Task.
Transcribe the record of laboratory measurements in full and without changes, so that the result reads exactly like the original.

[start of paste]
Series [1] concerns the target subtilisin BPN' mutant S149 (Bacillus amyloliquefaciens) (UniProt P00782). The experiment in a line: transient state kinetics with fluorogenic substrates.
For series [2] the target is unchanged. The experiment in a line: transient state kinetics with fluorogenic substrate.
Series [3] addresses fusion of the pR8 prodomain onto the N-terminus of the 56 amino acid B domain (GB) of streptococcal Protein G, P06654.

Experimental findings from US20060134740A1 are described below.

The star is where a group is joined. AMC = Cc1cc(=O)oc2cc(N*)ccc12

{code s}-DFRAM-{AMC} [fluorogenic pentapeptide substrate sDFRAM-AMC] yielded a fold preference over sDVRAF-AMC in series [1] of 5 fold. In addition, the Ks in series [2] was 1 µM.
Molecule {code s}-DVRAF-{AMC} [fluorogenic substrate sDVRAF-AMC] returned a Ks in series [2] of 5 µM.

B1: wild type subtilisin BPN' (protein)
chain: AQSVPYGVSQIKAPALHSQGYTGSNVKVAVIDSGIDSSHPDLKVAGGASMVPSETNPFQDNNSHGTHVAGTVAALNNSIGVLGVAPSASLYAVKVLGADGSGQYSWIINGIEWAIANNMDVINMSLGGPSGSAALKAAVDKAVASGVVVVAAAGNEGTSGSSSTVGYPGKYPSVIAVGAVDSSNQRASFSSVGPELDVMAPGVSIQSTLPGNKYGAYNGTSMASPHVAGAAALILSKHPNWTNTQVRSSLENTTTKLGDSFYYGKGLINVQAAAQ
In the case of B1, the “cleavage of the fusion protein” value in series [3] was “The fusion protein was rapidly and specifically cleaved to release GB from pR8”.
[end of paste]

Series [1] concerns the target subtilisin BPN' mutant S149 (Bacillus amyloliquefaciens) (UniProt P00782). The experiment in a line: transient state kinetics with fluorogenic substrates.
For series [2] the target is unchanged. The experiment in a line: transient state kinetics with fluorogenic substrate.
Series [3] addresses fusion of the pR8 prodomain onto the N-terminus of the 56 amino acid B domain (GB) of streptococcal Protein G, P06654.

Experimental findings from US20060134740A1 are described below.

The star is where a group is joined. AMC = Cc1cc(=O)oc2cc(N*)ccc12

{code s}-DFRAM-{AMC} [fluorogenic pentapeptide substrate sDFRAM-AMC] yielded a fold preference over sDVRAF-AMC in series [1] of 5 fold. In addition, the Ks in series [2] was 1 µM.
Molecule {code s}-DVRAF-{AMC} [fluorogenic substrate sDVRAF-AMC] returned a Ks in series [2] of 5 µM.

B1: wild type subtilisin BPN' (protein)
chain: AQSVPYGVSQIKAPALHSQGYTGSNVKVAVIDSGIDSSHPDLKVAGGASMVPSETNPFQDNNSHGTHVAGTVAALNNSIGVLGVAPSASLYAVKVLGADGSGQYSWIINGIEWAIANNMDVINMSLGGPSGSAALKAAVDKAVASGVVVVAAAGNEGTSGSSSTVGYPGKYPSVIAVGAVDSSNQRASFSSVGPELDVMAPGVSIQSTLPGNKYGAYNGTSMASPHVAGAAALILSKHPNWTNTQVRSSLENTTTKLGDSFYYGKGLINVQAAAQ
In the case of B1, the “cleavage of the fusion protein” value in series [3] was “The fusion protein was rapidly and specifically cleaved to release GB from pR8”.